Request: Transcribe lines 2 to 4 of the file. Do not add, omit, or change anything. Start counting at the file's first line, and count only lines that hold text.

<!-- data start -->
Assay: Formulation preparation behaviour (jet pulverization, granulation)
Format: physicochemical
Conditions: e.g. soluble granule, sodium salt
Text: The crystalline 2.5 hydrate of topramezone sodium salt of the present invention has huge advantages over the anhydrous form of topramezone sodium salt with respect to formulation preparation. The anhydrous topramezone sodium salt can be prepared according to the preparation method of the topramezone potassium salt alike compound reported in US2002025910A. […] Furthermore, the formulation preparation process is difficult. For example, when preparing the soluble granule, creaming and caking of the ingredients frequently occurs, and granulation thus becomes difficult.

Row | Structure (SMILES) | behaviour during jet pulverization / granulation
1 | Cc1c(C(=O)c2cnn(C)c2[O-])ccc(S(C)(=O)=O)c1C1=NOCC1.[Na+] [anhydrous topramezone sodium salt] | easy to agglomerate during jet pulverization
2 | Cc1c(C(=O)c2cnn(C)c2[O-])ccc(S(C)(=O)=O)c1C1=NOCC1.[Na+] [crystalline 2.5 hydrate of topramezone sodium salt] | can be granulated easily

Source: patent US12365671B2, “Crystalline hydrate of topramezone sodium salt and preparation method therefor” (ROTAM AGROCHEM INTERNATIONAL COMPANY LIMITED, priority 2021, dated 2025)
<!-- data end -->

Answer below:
Format: physicochemical
Conditions: e.g. soluble granule, sodium salt
Text: The crystalline 2.5 hydrate of topramezone sodium salt of the present invention has huge advantages over the anhydrous form of topramezone sodium salt with respect to formulation preparation. The anhydrous topramezone sodium salt can be prepared according to the preparation method of the topramezone potassium salt alike compound reported in US2002025910A. […] Furthermore, the formulation preparation process is difficult. For example, when preparing the soluble granule, creaming and caking of the ingredients frequently occurs, and granulation thus becomes difficult.